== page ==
Lakeisha, Toufeeq represent city at battle of the breakers

Lakeisha Dick, 16, from Ocean View, and Toufeeq Baatjies, 27, from Muizenberg, will be representing Cape Town in the Red Bull BC One national final on Saturday April 22.

Ocean View’s Lakeisha Dick, 16, and Muizenberg’s Toufeeq Baatjies, 27, are among the eight Cape Town breakdancers who will compete at the Red Bull BC One national final on Saturday.

The winners will represent South Africa at the Red Bull BC One world finals at the Stade Roland-Garros, in Paris, on Saturday October 21.

The Red Bull BC One is one of the most prestigious one-on-one breakdancing events in the world

The South African BC One series kicked off with qualifying events (cyphers) in East London, Oudtshoorn, Johannesburg and Cape Town to find the country’s top “breakers“.

Lakeisha and Toufeeq, also known as B-girl Keisha and B-boy Toufeeq, won the Cape Town cypher on Saturday March 18 and will represent Cape Town at the national final, at GrandWest’s Sun Exhibits.

Lakeisha started dancing at the age of 8 and is now the youngest breakdancer in the country’s top 20.

“Growing up, I was a huge fan of dance movies,“ she says. ”My interest in breakdancing was influenced by Step Up and Honey.“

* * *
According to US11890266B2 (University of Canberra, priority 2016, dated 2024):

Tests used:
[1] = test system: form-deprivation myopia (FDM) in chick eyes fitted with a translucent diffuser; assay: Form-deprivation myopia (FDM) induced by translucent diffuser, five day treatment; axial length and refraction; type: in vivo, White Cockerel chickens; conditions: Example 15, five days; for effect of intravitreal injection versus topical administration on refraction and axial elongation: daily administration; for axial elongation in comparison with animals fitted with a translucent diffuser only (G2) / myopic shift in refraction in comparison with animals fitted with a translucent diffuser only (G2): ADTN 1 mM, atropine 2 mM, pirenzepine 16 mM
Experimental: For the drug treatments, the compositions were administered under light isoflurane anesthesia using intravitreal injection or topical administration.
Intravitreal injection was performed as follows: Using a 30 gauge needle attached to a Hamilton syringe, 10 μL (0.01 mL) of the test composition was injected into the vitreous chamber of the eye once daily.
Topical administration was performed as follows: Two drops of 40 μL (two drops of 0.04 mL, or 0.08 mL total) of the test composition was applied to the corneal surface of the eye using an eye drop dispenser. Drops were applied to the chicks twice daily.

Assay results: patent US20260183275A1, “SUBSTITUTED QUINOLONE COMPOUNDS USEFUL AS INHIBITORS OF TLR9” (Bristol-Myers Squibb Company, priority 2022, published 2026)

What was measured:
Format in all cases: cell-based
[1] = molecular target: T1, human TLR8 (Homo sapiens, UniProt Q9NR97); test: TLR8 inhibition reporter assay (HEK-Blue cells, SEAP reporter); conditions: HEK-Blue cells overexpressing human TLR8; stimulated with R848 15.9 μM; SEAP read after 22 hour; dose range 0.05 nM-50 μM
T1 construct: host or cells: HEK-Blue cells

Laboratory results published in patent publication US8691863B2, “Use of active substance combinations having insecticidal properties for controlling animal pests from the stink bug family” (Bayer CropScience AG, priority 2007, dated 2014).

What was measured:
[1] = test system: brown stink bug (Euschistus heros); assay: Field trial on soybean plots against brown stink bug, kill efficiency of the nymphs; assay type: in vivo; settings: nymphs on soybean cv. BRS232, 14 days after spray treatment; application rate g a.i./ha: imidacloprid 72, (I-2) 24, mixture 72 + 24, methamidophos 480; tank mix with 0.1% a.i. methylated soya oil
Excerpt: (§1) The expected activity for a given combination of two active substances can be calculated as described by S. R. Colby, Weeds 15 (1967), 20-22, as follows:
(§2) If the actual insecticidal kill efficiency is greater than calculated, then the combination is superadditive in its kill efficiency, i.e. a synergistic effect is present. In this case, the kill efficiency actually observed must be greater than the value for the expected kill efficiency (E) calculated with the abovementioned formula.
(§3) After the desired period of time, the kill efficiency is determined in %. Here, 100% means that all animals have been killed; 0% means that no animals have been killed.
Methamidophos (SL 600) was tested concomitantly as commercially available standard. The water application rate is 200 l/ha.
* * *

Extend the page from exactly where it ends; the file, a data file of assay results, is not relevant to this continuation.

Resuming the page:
A breakdance, according to Lakeisha, is characterised by styled footwork, acrobatics, and athletic movements performed to hip-hop music.

“I really enjoy watching other breakdancers perform incredible power moves and seeing the different styles they have.”

She also enjoys the competitive aspect, or “battling”, as she calls it, and feels that as the youngest she has a lot to prove.

Training for the battle was exhausting and stressful but winning the cypher was a memorable experience, she says.

“My dedication and commitment really paid off.”

For the finals, she says she has to increase her training hours because she is going up against the best. “I need to work harder and do more to ensure I’m at my best.”

Toufeeq discovered breakdancing while walking home from school with friends.

“I saw a group of children standing around in a circle and at first thought it was a fight. As I got closer, I realised it was a B-Boy named Angelo who was teaching a breaking lesson. That’s when I fell in love with breakdancing and how I became who I am today.”

Toufeeq’s father was also a breakdancer in his day and he taught his son how to do a backflip. “He always motivates me. He’s like my mentor,” says Toufeeq.

Toufeeq has won the city cypher four times and the Red Bull BC One final in 2015. He is confident he can add a second national final victory to his résumé.

“You have to be disciplined, focused, and work hard. This year I’m confident I can win the title. I’m prepared and ready.”

To all young aspiring dancers, he says: “I was born in Mitchell’s Plain, surrounded by gangsterism. I could have easily followed that path, but I knew there was something else I was meant to do. Your life’s path does not have to be determined by your surroundings.”

“All things are possible if you believe. There is no limit to what you can do. Don’t be afraid to dream big, put it out there into the universe, and speak it into existence.”